Laparoscopy is a surgical procedure that allows the surgeon to examine the inside of the abdomen and pelvis. Laparoscopy is a minimally invasive (keyhole) surgical procedure performed through small 0.5-1cm incisions (cuts). This is made possible with an instrument called a laparoscope.
A laparoscope is a narrow tube that contains a light source and a camera. The camera relays images of the inside the abdomen or pelvis to a television monitor. The surgeon makes a minor incision in the skin, passes the laparoscope through the incision and studies the organs and tissues inside the abdomen or pelvis.
Laparoscopic view of normal pelvic organs
Laparoscopies are very common. An estimated 250,000 women have laparoscopic surgery for gynaecological conditions each year in the UK. The advantages of this technique over traditional open surgery is that patients who have a laparoscopy have:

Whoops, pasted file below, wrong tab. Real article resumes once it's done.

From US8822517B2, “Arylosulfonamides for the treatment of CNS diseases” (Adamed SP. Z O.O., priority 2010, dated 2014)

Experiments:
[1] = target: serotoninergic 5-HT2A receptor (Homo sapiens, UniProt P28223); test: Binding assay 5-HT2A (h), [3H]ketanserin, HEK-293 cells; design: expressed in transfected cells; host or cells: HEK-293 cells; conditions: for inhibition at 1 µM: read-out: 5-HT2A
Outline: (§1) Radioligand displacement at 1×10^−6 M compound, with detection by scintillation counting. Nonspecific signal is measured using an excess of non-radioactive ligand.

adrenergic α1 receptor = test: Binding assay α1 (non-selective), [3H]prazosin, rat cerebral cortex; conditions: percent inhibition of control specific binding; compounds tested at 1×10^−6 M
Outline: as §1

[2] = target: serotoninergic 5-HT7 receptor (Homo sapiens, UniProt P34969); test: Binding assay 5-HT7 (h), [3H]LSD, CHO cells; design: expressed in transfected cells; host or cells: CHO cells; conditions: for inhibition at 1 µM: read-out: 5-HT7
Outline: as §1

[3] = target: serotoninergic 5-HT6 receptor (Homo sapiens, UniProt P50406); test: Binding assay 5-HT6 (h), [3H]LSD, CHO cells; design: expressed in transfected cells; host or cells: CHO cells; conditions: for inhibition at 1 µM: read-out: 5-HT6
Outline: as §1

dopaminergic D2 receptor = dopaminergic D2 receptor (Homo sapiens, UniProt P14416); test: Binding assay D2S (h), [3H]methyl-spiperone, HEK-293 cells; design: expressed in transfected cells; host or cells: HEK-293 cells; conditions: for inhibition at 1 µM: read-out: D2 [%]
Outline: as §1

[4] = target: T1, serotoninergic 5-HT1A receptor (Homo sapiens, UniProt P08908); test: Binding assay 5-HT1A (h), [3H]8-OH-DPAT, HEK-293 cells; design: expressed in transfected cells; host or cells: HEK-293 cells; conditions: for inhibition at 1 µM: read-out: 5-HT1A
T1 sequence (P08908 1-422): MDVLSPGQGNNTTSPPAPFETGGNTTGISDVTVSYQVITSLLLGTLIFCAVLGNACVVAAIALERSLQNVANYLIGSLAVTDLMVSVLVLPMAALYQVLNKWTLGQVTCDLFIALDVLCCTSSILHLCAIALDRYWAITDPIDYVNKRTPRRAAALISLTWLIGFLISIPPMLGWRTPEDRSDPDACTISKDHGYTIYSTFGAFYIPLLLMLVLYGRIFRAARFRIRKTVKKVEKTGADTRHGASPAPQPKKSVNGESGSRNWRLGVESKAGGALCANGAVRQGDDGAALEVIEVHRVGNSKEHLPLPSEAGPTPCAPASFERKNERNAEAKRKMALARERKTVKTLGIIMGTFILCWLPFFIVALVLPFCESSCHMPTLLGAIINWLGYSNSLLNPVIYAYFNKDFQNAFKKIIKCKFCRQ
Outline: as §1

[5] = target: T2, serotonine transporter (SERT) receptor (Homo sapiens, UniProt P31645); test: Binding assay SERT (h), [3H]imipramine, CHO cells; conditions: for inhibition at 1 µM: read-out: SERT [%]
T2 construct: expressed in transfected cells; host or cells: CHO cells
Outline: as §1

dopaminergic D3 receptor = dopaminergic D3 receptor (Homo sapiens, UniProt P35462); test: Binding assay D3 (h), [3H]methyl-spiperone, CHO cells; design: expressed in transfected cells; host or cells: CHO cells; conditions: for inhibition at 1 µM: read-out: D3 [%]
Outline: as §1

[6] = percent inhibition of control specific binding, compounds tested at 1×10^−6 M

- a faster recovery time,
- less pain after the operation,
- minimal scarring.
Laparoscopy can be used to help diagnose a wide range of conditions that can develop inside the abdomen or pelvis, such as endometriosis or pelvic adhesions.
Laparoscopy can be used to carry out surgical procedures. Small surgical instruments and devices, such as scissors and graspers, can be passed through incisions in the skin to perform operations such as removing a damaged or diseased organ, eg laparoscopic hysterectomy or laparoscopic myomectomy.
Laparoscopy is generally regarded as a very safe procedure. Serious complications as a result of laparoscopic surgery are rare, occuring only in an estimated 1 in 1,000 cases.
For more information about recovering from the operation and what to expect on going home, read our information leaflet: Laparoscopy